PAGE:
Lake Orion, MI – Where Living is a Vacation
We have all been on those vacations where we couldn’t wait for it to be over so we could go home. The trip was stressful or boring or just unpleasant, and being there for one more day would be miserable. On the other hand, we have all been on vacation somewhere that made us never want to leave – everything about the trip was perfect and the idea of returning home made us sad. For almost 200 years the Village of Lake Orion has been that perfect vacation spot for people living all over Michigan. Early on travelers to the quaint village recognized the unique beauty of Lake Orion and took steps to capitalize on it, first developing the east side of the lake, and then the west side.
Greens Park & The Main Landing
In the late 1800s, E.R. Emmons built the “Main Landing” for people who were waiting for passenger boats to ferry them to the various destinations in and around Lake Orion. The landing used lighted arches for a grand entrance, and there were picnic pavilions, boat rentals, and a cafe for travelers to enjoy.
The Lakeside Hotel was owned by a man with the last name of Green, and was located very close to the main landing built by Emmons. The hotel was a hotspot for wealthier guests to stay in and experience.
Also in the late 1800s, constructing a summer cottage on Lake Orion became very popular for those who could afford to do so. The first cottages built were the Darling and Venice Cottages, followed quickly by the Simmons Point home. Darling Cottage and Venice Cottage look very similar to how they did when they were first built in early 1880, while the only remaining evidence of Simmons Point is the gazebo Fred and Emma Simmons had built.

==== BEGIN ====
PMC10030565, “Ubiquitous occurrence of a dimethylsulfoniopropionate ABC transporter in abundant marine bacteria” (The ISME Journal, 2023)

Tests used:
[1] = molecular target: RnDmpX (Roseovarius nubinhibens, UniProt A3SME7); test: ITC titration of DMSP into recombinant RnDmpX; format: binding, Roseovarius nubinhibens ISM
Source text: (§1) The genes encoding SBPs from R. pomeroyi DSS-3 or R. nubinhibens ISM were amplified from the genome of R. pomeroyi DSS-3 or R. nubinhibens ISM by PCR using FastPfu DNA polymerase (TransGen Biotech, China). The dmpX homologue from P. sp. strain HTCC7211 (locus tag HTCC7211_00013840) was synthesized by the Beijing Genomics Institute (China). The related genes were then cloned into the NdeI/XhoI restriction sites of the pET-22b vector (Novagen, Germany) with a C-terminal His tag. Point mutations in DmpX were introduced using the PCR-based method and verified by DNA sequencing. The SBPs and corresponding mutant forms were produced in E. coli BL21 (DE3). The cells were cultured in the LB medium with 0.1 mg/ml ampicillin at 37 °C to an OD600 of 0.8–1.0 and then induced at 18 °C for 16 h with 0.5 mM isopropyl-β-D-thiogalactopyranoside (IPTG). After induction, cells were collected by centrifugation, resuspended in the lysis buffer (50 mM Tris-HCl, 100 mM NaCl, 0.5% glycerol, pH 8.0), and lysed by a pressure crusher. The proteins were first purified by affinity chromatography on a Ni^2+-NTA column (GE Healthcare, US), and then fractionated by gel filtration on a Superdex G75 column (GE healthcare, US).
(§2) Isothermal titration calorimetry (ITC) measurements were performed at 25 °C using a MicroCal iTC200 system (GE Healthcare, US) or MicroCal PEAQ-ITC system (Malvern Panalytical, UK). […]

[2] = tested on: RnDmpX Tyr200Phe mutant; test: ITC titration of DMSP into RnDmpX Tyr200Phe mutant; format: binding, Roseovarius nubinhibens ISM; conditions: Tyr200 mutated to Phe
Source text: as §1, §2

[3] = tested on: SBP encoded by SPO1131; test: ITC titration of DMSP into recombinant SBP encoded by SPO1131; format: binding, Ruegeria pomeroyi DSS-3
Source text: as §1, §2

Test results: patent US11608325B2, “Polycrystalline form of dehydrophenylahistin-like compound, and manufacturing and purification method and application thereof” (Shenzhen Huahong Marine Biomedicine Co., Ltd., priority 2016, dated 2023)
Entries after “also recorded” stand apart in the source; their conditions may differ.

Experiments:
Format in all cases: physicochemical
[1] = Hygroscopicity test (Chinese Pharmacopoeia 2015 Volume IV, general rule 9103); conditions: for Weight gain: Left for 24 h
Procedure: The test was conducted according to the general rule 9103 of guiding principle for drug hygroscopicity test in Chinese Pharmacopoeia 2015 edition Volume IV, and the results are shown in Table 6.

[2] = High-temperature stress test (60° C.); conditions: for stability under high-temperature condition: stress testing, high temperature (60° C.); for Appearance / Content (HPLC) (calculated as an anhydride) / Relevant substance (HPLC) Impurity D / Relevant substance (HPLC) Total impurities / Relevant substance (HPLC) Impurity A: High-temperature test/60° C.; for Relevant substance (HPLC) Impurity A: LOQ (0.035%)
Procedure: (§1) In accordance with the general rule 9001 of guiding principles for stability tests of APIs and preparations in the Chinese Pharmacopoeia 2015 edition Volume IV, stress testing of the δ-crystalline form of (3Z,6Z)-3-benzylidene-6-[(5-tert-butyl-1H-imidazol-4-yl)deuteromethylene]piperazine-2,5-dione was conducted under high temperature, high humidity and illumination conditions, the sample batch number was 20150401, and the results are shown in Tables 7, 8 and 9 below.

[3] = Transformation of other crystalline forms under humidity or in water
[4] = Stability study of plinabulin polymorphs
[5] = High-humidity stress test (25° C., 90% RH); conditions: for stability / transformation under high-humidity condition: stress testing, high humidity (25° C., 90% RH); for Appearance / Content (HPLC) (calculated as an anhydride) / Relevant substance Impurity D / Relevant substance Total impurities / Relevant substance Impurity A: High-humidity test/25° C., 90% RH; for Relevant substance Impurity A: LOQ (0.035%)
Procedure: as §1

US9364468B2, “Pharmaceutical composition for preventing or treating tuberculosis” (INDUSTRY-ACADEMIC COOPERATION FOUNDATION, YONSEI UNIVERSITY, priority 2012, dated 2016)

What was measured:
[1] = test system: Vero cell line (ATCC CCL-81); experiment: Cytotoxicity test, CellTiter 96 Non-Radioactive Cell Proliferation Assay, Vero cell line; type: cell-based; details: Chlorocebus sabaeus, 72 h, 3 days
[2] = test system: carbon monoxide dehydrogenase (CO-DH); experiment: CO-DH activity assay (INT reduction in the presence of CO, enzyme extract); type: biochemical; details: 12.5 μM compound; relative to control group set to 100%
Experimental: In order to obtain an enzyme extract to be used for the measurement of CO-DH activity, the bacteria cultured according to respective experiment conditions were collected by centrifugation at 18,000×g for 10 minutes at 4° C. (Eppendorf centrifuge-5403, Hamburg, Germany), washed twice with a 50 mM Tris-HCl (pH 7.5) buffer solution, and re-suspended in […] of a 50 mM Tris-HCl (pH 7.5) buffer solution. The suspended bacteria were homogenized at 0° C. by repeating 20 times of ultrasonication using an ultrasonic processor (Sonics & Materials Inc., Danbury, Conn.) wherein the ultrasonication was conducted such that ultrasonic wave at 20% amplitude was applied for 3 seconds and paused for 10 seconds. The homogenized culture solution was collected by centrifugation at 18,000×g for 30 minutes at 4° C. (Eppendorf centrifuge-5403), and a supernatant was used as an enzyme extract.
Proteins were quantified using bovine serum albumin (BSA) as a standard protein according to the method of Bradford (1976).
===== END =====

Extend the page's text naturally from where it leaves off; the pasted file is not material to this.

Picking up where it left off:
For a less expensive way to have that dream summer home on Lake Orion, the “Kit Cottage” was introduced by Lake Orion Lumber. Kit cottages were exactly what they sound like – precut cottages that people could buy and quickly construct.
The West Side
The western shore of Lake Orion was developed much later than the eastern side, because the eastern shore was on the side of the village. However, development did begin around the 1930s with very large homes, landings used for evening church services, and even a gang made up of bootleggers and hijackers.
Lake Orion’s claim to fame as a tourist destination became more pronounced with the religious and cultural event held all summer long on Bellevue Island. The event, known as Chautauqua, brought famous acts from all over the country to entertain the tourists. Preachers, musicians, and specialists on a wide range of topics would all flock to Bellevue Island to present at Chautauqua.
The popularity of Chautauqua inspired businessman John Winter to buy land around the eastern side of Lake Orion. Winter built an amusement park and summer homes on Park Island, which he bought in 1911. He recognized the benefit of giving tourists activities to do during the summer and on Park Island he added a dance hall, a developed beach with a large waterslide, a roller coaster, penny arcade and more.
The history of Lake Orion is one filled with fun, excitement, and even a little intrigue. Tourists and residents alike have called Lake Orion a destination spot since the 1800s. While the days of amusement parks, Chautauqua, and penny arcades are gone, Lake Orion still maintains an air of permanent vacation. Which makes sense because in modern day Lake Orion, just as in the late 1800s and early 1900s, living really is a vacation.